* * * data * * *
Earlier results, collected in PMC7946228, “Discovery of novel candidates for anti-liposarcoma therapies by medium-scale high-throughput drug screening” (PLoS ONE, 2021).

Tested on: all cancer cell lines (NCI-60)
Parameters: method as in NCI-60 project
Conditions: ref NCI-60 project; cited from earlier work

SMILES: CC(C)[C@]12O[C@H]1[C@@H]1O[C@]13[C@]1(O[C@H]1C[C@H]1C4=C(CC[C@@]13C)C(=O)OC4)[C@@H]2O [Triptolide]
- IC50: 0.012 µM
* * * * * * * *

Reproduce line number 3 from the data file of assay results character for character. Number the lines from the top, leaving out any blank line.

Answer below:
Parameters: method as in NCI-60 project